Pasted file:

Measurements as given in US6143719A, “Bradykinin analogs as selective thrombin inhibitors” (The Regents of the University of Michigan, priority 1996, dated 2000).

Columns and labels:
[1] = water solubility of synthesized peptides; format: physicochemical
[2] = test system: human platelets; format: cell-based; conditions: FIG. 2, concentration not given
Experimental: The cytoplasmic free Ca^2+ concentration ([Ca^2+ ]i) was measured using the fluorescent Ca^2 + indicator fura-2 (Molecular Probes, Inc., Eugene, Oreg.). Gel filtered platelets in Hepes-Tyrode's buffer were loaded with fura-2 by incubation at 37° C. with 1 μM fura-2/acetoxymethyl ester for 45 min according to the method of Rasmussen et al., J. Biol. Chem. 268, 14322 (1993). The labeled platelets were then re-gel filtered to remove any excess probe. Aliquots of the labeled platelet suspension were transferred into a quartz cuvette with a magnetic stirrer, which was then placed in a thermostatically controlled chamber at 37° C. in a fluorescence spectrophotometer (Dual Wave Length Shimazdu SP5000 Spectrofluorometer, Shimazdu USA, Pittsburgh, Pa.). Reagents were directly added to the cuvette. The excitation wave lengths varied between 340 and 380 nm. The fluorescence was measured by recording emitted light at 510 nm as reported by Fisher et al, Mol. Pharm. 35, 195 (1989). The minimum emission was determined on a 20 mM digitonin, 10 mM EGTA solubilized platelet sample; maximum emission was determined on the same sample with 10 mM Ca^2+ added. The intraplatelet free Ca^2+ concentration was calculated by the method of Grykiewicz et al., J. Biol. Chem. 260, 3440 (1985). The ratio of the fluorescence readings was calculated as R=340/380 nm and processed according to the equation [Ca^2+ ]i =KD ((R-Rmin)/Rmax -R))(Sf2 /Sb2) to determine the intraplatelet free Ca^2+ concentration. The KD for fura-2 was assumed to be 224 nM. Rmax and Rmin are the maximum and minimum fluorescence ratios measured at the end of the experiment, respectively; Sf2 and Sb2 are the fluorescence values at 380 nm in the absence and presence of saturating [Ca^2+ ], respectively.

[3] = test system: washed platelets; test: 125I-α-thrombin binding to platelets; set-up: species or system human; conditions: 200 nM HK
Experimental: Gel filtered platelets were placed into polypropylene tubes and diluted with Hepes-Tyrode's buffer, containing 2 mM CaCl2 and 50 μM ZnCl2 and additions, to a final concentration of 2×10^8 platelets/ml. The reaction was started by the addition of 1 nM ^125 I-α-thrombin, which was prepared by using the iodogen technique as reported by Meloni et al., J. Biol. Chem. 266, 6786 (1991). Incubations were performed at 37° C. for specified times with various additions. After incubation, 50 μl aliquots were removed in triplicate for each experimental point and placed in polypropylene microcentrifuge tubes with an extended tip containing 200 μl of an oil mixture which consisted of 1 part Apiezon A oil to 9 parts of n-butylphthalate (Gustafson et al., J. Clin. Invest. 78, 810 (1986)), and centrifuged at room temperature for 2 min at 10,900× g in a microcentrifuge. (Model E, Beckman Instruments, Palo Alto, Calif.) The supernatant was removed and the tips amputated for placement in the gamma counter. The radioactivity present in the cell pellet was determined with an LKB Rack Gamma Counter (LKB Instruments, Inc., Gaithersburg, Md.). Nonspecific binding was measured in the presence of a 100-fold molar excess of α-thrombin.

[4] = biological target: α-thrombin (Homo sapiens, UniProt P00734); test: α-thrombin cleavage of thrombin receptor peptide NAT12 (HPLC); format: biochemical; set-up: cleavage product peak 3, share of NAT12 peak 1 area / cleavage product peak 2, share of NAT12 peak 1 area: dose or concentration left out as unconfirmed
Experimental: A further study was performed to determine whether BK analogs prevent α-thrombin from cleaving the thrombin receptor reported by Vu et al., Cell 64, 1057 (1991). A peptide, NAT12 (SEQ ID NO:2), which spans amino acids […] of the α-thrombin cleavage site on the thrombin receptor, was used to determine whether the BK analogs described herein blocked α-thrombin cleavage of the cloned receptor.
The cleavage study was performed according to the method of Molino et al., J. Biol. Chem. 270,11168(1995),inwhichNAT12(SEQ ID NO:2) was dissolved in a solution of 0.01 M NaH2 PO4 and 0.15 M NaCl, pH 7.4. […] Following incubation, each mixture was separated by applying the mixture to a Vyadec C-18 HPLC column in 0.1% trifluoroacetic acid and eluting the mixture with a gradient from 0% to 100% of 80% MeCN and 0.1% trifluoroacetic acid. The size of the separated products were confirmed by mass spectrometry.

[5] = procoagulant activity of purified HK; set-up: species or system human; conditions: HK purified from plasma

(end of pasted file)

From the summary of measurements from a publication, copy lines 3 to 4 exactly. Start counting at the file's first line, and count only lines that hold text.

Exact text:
[1] = water solubility of synthesized peptides; format: physicochemical
[2] = test system: human platelets; format: cell-based; conditions: FIG. 2, concentration not given